“Welcome to Cram!, the only quiz show in the entire world where the players get the answers before they’re asked the question” – well, apart from every other quiz show ever made, because if quiz shows only asked people questions they didn’t already have the answers to then the contestants would never get any answers right. And with that basic misunderstanding of the very nature of quiz shows, Cram! was off and running.
Unfortunately no-one bothered to check which direction it was running in and so it promptly went directly off a cliff. At least the basic idea was both straightforward and not completely hopeless: two teams, three people per team, they each get shown a short video and then have to try and remember as much from it as possible. “It sounds easy, right,” says Helliar, “well, in theory, it should be”. Way to build suspense there, Pete.
Here’s how bad Cram! was: it’s a quiz show with an exclamation mark in the title. Not a question mark, which would actually make sense because the very basis of quiz shows is asking endless questions, but an exclamation mark because yeah! Excitement! Thrills! Peter Helliar! Wait, that can’t be right…
The only reason we’re cutting this awful, awful show even the slightest bit of slack is because despite being clearly rubbish on pretty much every level they did manage to get one bit right: they figured out a way to get the people at home involved. We hate comedy quiz shows here for all manner of reasons, but one of the big ones is that we’re lazy sods who want our shows to entertain us with as little effort as possible on our part. Quiz show fans, on the other hand, like to take part in their viewing. Yeah, because work is so much fun lets do even more of it in our limited time off, right?
Have You Been Paying Attention? works because it’s fast, funny, and is based on current affairs so quiz show fans can test themselves against the contestants; in theory by showing both contestants and home viewers the same videoes in Cram, the people at home can also play along when it comes to answering questions about the video. Trouble is, if the rest of the show is a boring trudge through a self-congratulatory swamp, nobody in their right mind will want to watch long enough to find out they can play along. Welcome to the debut episode of Cram!.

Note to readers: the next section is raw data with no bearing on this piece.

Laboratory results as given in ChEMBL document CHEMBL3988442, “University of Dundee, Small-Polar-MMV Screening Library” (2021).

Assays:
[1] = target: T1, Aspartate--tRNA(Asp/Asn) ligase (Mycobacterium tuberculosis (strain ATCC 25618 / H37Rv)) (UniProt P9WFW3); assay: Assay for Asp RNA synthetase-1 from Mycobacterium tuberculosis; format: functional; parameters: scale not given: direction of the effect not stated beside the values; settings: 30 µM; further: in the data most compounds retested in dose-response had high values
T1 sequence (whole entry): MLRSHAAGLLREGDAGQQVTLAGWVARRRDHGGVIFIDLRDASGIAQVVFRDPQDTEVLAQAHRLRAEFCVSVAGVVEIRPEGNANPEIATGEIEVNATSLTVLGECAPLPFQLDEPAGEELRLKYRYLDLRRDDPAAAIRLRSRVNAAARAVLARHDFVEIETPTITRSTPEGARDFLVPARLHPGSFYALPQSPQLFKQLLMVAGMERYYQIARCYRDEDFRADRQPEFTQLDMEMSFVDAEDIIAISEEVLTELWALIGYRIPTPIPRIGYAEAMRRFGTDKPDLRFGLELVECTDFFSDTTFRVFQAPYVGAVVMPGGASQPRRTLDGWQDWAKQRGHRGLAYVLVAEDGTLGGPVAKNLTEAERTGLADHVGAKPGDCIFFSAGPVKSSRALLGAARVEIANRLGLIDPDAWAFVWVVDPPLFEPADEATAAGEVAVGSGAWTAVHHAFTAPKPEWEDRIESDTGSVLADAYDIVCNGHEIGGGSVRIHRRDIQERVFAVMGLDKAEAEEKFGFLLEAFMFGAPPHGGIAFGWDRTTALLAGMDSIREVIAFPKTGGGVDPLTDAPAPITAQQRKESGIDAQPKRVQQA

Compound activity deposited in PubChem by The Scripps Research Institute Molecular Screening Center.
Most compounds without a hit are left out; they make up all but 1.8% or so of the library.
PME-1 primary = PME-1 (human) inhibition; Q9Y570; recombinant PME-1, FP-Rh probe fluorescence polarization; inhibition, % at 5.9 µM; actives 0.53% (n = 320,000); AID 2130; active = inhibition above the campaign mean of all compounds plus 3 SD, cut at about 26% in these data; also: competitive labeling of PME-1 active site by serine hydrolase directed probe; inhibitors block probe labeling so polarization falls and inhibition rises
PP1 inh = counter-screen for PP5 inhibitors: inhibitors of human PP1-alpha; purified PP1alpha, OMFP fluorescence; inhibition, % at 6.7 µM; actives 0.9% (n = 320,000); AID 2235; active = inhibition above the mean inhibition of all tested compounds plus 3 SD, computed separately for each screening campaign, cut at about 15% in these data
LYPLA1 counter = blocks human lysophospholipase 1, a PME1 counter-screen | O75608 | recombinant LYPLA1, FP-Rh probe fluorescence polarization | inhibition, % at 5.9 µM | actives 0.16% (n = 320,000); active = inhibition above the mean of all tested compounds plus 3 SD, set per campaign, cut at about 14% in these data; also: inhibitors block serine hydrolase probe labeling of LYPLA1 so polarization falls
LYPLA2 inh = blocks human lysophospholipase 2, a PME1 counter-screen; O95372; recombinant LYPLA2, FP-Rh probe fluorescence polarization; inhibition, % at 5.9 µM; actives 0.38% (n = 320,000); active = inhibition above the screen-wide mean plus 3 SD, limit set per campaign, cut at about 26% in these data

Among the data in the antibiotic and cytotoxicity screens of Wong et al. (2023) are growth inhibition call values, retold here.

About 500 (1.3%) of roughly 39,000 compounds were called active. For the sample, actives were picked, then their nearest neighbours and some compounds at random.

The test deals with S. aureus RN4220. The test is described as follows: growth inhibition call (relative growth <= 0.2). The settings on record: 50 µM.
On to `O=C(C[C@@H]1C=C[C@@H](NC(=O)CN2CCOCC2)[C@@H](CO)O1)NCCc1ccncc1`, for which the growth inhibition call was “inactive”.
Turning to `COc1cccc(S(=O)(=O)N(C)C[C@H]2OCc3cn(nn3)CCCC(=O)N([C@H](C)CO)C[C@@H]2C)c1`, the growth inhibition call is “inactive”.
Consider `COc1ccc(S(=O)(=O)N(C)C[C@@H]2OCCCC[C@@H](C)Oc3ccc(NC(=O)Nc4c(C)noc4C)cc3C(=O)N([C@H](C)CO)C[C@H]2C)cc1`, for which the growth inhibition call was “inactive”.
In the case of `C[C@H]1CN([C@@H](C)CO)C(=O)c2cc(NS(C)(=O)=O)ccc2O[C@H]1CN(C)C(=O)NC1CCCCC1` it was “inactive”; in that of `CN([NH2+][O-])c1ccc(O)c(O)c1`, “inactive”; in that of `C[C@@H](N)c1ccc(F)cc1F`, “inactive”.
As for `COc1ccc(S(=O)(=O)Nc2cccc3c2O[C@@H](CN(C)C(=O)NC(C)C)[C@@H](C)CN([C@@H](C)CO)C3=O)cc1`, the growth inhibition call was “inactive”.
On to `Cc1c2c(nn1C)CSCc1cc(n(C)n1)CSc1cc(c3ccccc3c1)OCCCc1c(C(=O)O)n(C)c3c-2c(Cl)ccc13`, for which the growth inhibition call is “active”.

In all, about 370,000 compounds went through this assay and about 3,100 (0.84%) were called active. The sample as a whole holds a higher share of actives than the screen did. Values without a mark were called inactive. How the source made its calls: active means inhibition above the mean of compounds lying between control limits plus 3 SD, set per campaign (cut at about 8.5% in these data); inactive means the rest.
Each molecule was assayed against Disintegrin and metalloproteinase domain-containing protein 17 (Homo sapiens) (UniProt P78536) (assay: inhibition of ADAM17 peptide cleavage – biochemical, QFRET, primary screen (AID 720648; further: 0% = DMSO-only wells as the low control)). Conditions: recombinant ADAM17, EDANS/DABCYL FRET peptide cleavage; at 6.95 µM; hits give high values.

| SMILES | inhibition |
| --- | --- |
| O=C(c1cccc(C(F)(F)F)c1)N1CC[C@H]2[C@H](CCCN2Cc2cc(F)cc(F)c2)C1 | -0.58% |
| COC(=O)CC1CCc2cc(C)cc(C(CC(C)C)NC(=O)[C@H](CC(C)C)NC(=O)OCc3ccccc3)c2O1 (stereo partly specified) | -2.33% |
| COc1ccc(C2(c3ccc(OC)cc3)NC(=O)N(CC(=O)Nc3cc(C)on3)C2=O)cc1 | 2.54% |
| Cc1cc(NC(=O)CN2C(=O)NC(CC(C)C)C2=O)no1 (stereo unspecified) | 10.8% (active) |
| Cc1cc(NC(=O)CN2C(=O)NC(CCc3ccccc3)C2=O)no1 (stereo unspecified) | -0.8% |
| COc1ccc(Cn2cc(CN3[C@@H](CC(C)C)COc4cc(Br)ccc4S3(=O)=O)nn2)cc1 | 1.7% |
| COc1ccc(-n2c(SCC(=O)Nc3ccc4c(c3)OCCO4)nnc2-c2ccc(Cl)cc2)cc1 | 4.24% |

Here’s a question Cram! didn’t get around to asking: has Peter Helliar ever hosted a successful show? Sure, he’s been involved in various forgettable sports-related shows – Before the Game, The Bounce, The Trophy Room – and there’s been that extremely long stretch where he appeared behind and slightly to the left of Rove (Rove, the Rove-produced The Project) – but aside from being a good mate to Rove and liking sport, what exactly are his qualifications for hosting a prime-time game show? The ability to say “Cram!” three dozen times without throwing up on himself?
And why do these comedy quiz shows still think it’s a good idea to have “banter” before the questions? Again, we point at HYBPA? – there they power through the pre-quiz banter as quickly as possible (at this stage it’s little more than “nobody dead? Let’s begin”) and then occasionally ask the contestants stuff in between questions if there’s anything interesting to ask. Here’s there’s a good minute or so of people answering the gripping question “anyone here ever flown on a plane?” Sure, Woodley got to make a 90 year old contortionist joke (“I wanted to be a contortionist but I could never get into it”), but when that kind of material is the funniest thing on offer why are you making a quiz show?
All the usual, played out elements were on offer: rounds that mean nothing, “cryptic images” as a way to select topics, endless host prattle, people laughing at nothing, endless cutaways to other people laughing at “jokes”, pointless “intense” lighting, idle musing on exactly when Talkin’ ’bout Your Generation will be airing in 2018… okay, the last one was probably just us.
Suffice to say that even with an endless and completely inexplicable bit about a horse that said “baa” instead of “neigh”, there was nothing on offer in Cram! that made it stand out in any way from any other totally forgettable comedy game show of the last decade or two. Even All-Star Family Feud is more memorable, and that’s just Family Feud with people we don’t recognise.
Launching a new game show with barely a month left in the ratings isn’t exactly a vote of confidence in any aspect of the show. Even for something that presumably cost around $4.95 to make this was dire: the contestants went in as people audiences weren’t excited about and left pretty much the same way, the host is a proven dud who delivered roughly the same performance that’s sunk every other show he’s ever hosted (again, where is the solo success Peter Hellier can point to as justification for ever getting work again?) and the format was slow, dull and almost completely without charm.
Cheer up Woodley, it’ll all be over soon.